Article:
Thursday, 8 February 2018
ACM ReQuEST: 1st open and reproducible tournament to co-design Pareto-efficient deep learning (speed, accuracy, energy, size, costs)
The first Reproducible Quality-Efficient Systems Tournament (ReQuEST) will debut at ASPLOS’18 ( ACM conference on Architectural Support for Programming Languages and Operating Systems, which is the premier forum for multidisciplinary systems research spanning computer architecture and hardware, programming languages and compilers, operating systems and networking).
Organized by a consortium of leading universities (Washington, Cornell, Toronto, Cambridge, EPFL) and the cTuning foundation, ReQuEST aims to provide a open-source tournament framework, a common experimental methodology and an open repository for continuous evaluation and multi-objective optimization of the quality vs. efficiency Pareto optimality of a wide range of real-world applications, models and libraries across the whole software/hardware stack.
ReQuEST will use the established artifact evaluation methodology together with the Collective Knowledge framework validated at leading ACM/IEEE conferences to reproduce results, display them on a live dashboard and share artifacts with the community. Distinguished entries will be presented at the associated workshop and published in the ACM Digital Library. To win, the results of an entry do not necessarily have to lie on the Pareto frontier, as an entry can be also praised for its originality, reproducibility, adaptability, scalability, portability, ease of use, etc.
The first ReQuEST competition will focus on deep learning for image recognition with an ambitious long-term goal to build a public repository of portable and customizable “plug&play” AI/ML algorithms optimized across diverse data sets, models and platforms from IoT to supercomputers (see live demo). Future competitions will consider other emerging workloads, as suggested by our Industrial Advisory Board.
For more information, please visit http://cKnowledge.org/request
Saturday, 20 January 2018
We have successfully completed PPoPP'18 artifact evaluation (AE). Just like at CGO'18, we received a record number of artifact submissions: 15. Results are now available at http://ctuning.org/ae/artifacts.html !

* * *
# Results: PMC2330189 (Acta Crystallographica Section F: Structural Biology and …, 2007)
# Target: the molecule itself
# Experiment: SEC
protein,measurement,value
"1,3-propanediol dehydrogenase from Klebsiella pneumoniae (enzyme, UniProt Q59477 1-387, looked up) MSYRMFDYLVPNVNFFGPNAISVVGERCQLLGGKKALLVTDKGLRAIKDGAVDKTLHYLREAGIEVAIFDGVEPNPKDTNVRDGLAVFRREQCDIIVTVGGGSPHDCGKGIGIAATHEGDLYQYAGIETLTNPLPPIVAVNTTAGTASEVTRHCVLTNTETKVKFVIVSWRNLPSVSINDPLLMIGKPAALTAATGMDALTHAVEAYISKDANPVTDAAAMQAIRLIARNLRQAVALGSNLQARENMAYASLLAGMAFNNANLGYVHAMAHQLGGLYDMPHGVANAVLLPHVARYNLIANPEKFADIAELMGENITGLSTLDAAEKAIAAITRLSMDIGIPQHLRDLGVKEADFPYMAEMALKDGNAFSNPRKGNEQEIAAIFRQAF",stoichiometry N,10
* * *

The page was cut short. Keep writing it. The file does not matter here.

For the first time, we used the new ACM Artifact Review and Badging policy which we co-authored last year. Note that it is now possible to search for papers with specific badges in the ACM Digital Library: go to https://dl.acm.org/advsearch.cfm?coll=DL&dl=ACM and select "Artifact Badge" for field and then select badges to search! Since we see AE as a cooperative process to improve reproducibility of experiments, authors, reviewers and chairs worked closely together to improve artifacts and pass evaluation. We would like to thank them all for their hard work: http://cTuning.org/ae/committee.html !
Though there were no major problems, we noticed that "reusability/customization" criteria in the new guidelines are quite vague and caused ambiguity in evaluation of several complex artifacts.
Another problem is that all artifacts have their own ad-hoc formats and scripts, while we now have to automate this process as much as possible to make AE sustainable. ACM is now evaluating several technologies to pack, share and evaluate artifacts automatically: https://www.acm.org/publications/artifacts
We plan to evaluate those techniques further during the 1st open tournament on reproducible and Pareto-efficient co-design of the whole software/hardware/model stack for deep learning and other emerging workloads: http://cKnowledge.org/request
We would like to discuss all these issues with the community to improve next AE during an open CGO-PPoPP AE discussion session on the 26th of February 2018 (17:15). Please join us and feel free to provide your feedback!
- CGO'18 website: http://cgo.org/cgo2018
- PPoPP'18 website: https://ppopp18.sigplan.org
- Artifact evaluation for systems conferences: http://cTuning.org/ae